Patent and Generic Medicine Rules to be Proposed by President Bush.

 In a formal ceremony in the Rose Garden on Oct. 22, 2002 President Bush announced a plan that is designed to cut the cost of prescription drugs for all Americans, particularly Seniors.

 The plan, which could take effect in the next few months, is expected to save Americans up to $3 billion a year on their current prescription drug expenditure.


The new rules to be proposed by the President are based on a new interpretation of a law that controls how the brand name pharmaceutical companies get and preserve patents for the therapies they develop. This plan is reported to be in response to recent criticisms on how the industry allegedly exploits loopholes in the law to slow down generic competition and keep their brand name product on the market longer.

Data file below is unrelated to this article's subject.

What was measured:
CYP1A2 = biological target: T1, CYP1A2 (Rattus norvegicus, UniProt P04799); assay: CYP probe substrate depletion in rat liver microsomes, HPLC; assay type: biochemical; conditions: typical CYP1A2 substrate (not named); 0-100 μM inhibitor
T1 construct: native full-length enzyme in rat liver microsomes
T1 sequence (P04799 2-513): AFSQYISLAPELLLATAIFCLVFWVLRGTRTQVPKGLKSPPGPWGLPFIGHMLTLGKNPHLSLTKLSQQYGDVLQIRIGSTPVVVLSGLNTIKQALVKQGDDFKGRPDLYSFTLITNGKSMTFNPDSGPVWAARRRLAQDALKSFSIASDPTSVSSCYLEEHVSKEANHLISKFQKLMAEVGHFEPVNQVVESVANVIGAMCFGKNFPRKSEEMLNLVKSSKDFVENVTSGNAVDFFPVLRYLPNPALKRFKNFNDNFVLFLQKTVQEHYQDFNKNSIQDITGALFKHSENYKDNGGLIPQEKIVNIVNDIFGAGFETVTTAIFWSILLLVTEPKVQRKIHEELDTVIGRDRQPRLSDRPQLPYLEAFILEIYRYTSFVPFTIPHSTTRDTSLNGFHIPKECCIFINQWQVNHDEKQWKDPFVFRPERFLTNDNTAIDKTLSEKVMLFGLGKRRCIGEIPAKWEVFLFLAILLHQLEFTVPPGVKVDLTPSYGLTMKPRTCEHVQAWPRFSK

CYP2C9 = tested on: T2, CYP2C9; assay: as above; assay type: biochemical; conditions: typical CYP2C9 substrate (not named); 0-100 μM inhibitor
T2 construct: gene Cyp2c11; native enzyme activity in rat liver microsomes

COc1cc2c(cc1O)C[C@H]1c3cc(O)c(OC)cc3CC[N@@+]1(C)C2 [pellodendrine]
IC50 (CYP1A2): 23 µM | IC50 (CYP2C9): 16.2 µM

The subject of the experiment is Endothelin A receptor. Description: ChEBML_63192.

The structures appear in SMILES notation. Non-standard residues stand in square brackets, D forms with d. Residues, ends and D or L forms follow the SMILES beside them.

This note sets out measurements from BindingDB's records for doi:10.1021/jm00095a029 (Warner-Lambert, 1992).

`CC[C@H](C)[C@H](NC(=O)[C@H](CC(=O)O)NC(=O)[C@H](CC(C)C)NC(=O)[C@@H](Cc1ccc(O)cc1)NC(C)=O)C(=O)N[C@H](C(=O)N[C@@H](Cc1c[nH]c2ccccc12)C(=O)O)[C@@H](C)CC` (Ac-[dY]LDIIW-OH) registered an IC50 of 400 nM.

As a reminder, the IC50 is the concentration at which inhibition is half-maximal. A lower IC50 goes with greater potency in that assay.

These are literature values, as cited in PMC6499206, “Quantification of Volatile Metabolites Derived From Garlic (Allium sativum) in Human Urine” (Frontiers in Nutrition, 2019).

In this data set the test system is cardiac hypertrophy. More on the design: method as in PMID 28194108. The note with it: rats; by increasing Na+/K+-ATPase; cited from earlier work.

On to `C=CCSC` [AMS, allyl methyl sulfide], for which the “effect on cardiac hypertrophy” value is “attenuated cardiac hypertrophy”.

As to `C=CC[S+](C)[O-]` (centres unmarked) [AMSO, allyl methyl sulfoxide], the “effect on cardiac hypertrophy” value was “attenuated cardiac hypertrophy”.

In the briefing session the White House stated that the proposal will have three parts. Section one addresses the issue of repeated 30 day stays by brand-name companies.  Bush proposes that a brand-name company be given only one such stay, to give the FDA time to determine whether-or-not to allow the generic on the market.  Secondly the plan would make it more difficult for companies to file “frivolous” new patents on their drugs; such as, new packaging, different ingredients added, or different forms of the same drug.  At the same time the White House does not want to hinder companies from getting patents for new uses of a drug; stating that they do not want to prevent research on beneficial new therapies.  Last, companies will be required to list more detailed information on their patent applications and certify that it is true.


The plan coming from President Bush will be detailed in a proposed FDA Regulation to be made public this week.  The FDA will invite responses to the regulation for 60 days.  The White House hopes to put the changes into effect soon thereafter.